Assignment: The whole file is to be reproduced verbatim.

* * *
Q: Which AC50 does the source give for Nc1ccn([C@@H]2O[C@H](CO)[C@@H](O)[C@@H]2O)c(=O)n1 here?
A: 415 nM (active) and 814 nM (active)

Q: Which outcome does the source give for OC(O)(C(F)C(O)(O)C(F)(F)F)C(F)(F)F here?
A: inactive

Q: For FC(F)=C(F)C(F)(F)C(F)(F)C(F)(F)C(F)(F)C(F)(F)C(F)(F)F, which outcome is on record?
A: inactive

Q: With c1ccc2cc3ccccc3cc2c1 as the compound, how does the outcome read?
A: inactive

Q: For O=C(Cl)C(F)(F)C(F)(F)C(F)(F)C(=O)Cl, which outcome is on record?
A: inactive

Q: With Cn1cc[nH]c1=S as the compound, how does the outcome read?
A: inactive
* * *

Q: Which AC50 does the source give for Nc1ccn([C@@H]2O[C@H](CO)[C@@H](O)[C@@H]2O)c(=O)n1 here?
A: 415 nM (active) and 814 nM (active)

Q: Which outcome does the source give for OC(O)(C(F)C(O)(O)C(F)(F)F)C(F)(F)F here?
A: inactive

Q: For FC(F)=C(F)C(F)(F)C(F)(F)C(F)(F)C(F)(F)C(F)(F)C(F)(F)F, which outcome is on record?
A: inactive

Q: With c1ccc2cc3ccccc3cc2c1 as the compound, how does the outcome read?
A: inactive

Q: For O=C(Cl)C(F)(F)C(F)(F)C(F)(F)C(=O)Cl, which outcome is on record?
A: inactive

Q: With Cn1cc[nH]c1=S as the compound, how does the outcome read?
A: inactive